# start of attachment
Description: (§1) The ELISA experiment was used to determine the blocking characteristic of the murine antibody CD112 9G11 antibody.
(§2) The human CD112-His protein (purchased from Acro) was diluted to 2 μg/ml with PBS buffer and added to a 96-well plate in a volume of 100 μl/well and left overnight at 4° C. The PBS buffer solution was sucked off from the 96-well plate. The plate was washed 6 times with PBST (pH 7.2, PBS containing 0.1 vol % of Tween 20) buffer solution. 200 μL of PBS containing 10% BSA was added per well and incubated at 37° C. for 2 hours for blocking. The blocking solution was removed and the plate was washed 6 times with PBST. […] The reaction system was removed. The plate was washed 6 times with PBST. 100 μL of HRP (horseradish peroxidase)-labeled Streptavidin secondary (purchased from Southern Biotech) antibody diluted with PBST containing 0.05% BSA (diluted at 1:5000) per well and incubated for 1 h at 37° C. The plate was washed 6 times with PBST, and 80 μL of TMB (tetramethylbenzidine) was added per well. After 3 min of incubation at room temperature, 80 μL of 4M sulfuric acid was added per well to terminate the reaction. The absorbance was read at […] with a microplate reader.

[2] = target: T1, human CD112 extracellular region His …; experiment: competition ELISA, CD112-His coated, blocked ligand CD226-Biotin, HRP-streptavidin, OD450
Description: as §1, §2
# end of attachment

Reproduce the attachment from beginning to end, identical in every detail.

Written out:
Description: (§1) The ELISA experiment was used to determine the blocking characteristic of the murine antibody CD112 9G11 antibody.
(§2) The human CD112-His protein (purchased from Acro) was diluted to 2 μg/ml with PBS buffer and added to a 96-well plate in a volume of 100 μl/well and left overnight at 4° C. The PBS buffer solution was sucked off from the 96-well plate. The plate was washed 6 times with PBST (pH 7.2, PBS containing 0.1 vol % of Tween 20) buffer solution. 200 μL of PBS containing 10% BSA was added per well and incubated at 37° C. for 2 hours for blocking. The blocking solution was removed and the plate was washed 6 times with PBST. […] The reaction system was removed. The plate was washed 6 times with PBST. 100 μL of HRP (horseradish peroxidase)-labeled Streptavidin secondary (purchased from Southern Biotech) antibody diluted with PBST containing 0.05% BSA (diluted at 1:5000) per well and incubated for 1 h at 37° C. The plate was washed 6 times with PBST, and 80 μL of TMB (tetramethylbenzidine) was added per well. After 3 min of incubation at room temperature, 80 μL of 4M sulfuric acid was added per well to terminate the reaction. The absorbance was read at […] with a microplate reader.

[2] = target: T1, human CD112 extracellular region His …; experiment: competition ELISA, CD112-His coated, blocked ligand CD226-Biotin, HRP-streptavidin, OD450
Description: as §1, §2